After coming off the tour of the band’s biggest selling album, ‘Whitesnake’, it was time to record a new album. But before that could happen, another guitarist left the fold. Vivian Campbell left the band and it was reported as “Creative Differences”…whatever that means. But it what it did mean, was more line-up issues for the band.
But that didn’t stop David from starting to write new songs. He and his now creative partner, Adrian Vandenberg, set forth with writing the new album. They actually wrote some of the album while on tour, but the bulk was crafter in David’s home in Lake Tahoe. I would think that wouldn’t be a bad place to hold up to write. The songs were all written by David and Adrian (except for one), but sadly, Adrian wouldn’t play on any of them.
Adrian hurt his wrist and could not record. He would need surgery for the issue and that put him out of commission for some time. So, David needed to find a replacement to help with the album. Now the replacement was to record, but it was also to replace Vivian. He needed someone really strong and thankfully for us, he found one of the greatest guitar players ever to hold a 6 string. It was the former Frank Zappa and former David Lee Roth guitarist Steve Vai. Steve brought a whole new style and sound to Whitesnake. Don’t expect Vai to play the blues, he had a texture and sound that was not what Whitesnake fans were used to, but we could accept it.
The rest of the band was still in tack. Rudy Sarzo was still on bass and Tommy Aldridge on drums. On keyboards, they don’t have an official member, but they did use Don Airey for some of the album and various others as well. In the recording of the album, they had a lot of guest on the backing vocals. They had David’s old Deep Purple bandmate, Glenn Hughes, and they had Mr. Mister singer, Richard Page, as well as singer Tommy Funderbirk from the band Airplay. Then the album was completed.
The album would come out November 7th, 1989 and would go to #10 on the Billboard charts and go on to sell millions of copies. The album would spawn 4 singles and win the band even more fans. Despite some mixed reviews with the new sound, there was no denying this was another strong Whitesnake album, but when the tour ended…so did Whitesnake. David was done and put the band on hiatus. The last couple albums had caused David a lot of pain and struggles and he needed a break. But how long of a break would it be and what would happen before the next Whitesnake album. Well, we will explore that, but first let us get to the music.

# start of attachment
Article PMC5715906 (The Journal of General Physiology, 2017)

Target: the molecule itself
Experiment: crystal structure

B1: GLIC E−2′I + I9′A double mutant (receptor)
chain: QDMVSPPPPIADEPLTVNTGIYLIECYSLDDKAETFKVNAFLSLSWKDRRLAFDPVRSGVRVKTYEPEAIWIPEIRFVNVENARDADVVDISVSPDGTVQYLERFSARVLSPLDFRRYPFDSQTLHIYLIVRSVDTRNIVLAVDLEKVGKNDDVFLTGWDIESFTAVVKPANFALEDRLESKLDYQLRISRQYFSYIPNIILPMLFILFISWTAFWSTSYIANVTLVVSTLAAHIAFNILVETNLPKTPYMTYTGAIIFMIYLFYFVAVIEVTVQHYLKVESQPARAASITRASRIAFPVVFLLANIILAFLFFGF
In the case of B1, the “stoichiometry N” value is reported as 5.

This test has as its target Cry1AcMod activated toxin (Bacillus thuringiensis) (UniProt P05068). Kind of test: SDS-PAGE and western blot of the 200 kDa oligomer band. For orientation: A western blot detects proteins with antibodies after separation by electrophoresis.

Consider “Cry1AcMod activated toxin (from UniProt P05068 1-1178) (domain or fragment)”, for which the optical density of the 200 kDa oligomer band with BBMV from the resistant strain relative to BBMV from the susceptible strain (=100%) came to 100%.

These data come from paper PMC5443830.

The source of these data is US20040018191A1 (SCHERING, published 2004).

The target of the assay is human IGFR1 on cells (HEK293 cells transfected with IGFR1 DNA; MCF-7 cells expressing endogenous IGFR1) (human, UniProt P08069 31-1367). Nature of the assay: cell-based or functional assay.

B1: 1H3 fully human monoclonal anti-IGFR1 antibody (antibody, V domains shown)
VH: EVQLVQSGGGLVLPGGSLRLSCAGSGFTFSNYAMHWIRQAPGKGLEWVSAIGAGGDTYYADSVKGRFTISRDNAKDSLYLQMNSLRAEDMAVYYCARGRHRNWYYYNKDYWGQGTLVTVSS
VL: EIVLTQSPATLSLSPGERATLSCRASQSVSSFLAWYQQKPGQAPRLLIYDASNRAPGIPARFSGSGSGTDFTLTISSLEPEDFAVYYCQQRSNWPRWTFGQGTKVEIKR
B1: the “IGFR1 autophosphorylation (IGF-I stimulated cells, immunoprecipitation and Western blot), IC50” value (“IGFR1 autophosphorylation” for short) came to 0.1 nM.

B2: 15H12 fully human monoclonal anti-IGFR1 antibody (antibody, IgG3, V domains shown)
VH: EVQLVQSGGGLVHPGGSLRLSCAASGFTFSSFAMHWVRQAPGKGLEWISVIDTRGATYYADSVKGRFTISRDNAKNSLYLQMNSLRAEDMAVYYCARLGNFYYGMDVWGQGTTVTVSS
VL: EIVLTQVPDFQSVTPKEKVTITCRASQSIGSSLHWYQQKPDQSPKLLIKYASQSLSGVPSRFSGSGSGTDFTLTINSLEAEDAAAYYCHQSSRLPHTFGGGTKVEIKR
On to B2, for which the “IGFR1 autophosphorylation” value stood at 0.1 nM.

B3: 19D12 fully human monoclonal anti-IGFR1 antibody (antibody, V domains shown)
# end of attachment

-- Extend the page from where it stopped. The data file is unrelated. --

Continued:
The album opens with the title track, “Slip of the Tongue”. It opens with what sounds like wind and then the keyboards kick and then then Bam! The music cranks up and blasts you upside the head. You notice the sound is more polished and the guitar sound is different. David is sounding great, but he is singing at higher pitch then he normally does. All singers were doing this back then, just listen to Paul Stanley from Kiss. The classic blues style sound was gone and replaced with the shredding sensation that is Vai. His guitar was his brush and he added so many layers and textures the band never had before.
Next up was “Cheap An’ Nasty” and gives you the typical Whitesnake womanizing song, but honestly, we love that about them. It is old school rock & roll full of bombastic drums from Tommy and some sweet guitar work from Vai. David feels at home in this element and sleazes it up to the best of his ability.